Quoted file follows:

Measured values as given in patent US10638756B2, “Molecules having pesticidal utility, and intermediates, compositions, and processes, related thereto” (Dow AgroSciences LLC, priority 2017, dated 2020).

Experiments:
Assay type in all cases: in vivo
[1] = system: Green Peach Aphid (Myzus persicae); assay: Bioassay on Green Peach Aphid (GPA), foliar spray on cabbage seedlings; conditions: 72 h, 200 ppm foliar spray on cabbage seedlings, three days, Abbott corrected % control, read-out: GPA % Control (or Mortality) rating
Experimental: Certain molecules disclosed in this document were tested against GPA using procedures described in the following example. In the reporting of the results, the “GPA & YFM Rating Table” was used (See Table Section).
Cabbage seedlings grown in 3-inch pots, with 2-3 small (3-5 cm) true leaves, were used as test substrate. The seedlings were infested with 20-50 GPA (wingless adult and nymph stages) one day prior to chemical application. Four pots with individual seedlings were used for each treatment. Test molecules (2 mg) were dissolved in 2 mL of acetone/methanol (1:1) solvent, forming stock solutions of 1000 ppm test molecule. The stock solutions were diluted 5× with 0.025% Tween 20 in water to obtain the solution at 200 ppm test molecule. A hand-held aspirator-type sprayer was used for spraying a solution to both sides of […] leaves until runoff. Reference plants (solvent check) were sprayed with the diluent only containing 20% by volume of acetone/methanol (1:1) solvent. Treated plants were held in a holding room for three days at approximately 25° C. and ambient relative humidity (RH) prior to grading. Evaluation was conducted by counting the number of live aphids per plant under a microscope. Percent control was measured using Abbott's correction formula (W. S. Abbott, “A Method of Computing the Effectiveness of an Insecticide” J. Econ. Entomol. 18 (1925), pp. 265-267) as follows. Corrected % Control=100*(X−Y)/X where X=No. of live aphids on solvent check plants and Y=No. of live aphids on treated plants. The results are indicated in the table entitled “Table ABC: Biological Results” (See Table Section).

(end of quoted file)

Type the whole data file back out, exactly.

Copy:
Measured values as given in patent US10638756B2, “Molecules having pesticidal utility, and intermediates, compositions, and processes, related thereto” (Dow AgroSciences LLC, priority 2017, dated 2020).

Experiments:
Assay type in all cases: in vivo
[1] = system: Green Peach Aphid (Myzus persicae); assay: Bioassay on Green Peach Aphid (GPA), foliar spray on cabbage seedlings; conditions: 72 h, 200 ppm foliar spray on cabbage seedlings, three days, Abbott corrected % control, read-out: GPA % Control (or Mortality) rating
Experimental: Certain molecules disclosed in this document were tested against GPA using procedures described in the following example. In the reporting of the results, the “GPA & YFM Rating Table” was used (See Table Section).
Cabbage seedlings grown in 3-inch pots, with 2-3 small (3-5 cm) true leaves, were used as test substrate. The seedlings were infested with 20-50 GPA (wingless adult and nymph stages) one day prior to chemical application. Four pots with individual seedlings were used for each treatment. Test molecules (2 mg) were dissolved in 2 mL of acetone/methanol (1:1) solvent, forming stock solutions of 1000 ppm test molecule. The stock solutions were diluted 5× with 0.025% Tween 20 in water to obtain the solution at 200 ppm test molecule. A hand-held aspirator-type sprayer was used for spraying a solution to both sides of […] leaves until runoff. Reference plants (solvent check) were sprayed with the diluent only containing 20% by volume of acetone/methanol (1:1) solvent. Treated plants were held in a holding room for three days at approximately 25° C. and ambient relative humidity (RH) prior to grading. Evaluation was conducted by counting the number of live aphids per plant under a microscope. Percent control was measured using Abbott's correction formula (W. S. Abbott, “A Method of Computing the Effectiveness of an Insecticide” J. Econ. Entomol. 18 (1925), pp. 265-267) as follows. Corrected % Control=100*(X−Y)/X where X=No. of live aphids on solvent check plants and Y=No. of live aphids on treated plants. The results are indicated in the table entitled “Table ABC: Biological Results” (See Table Section).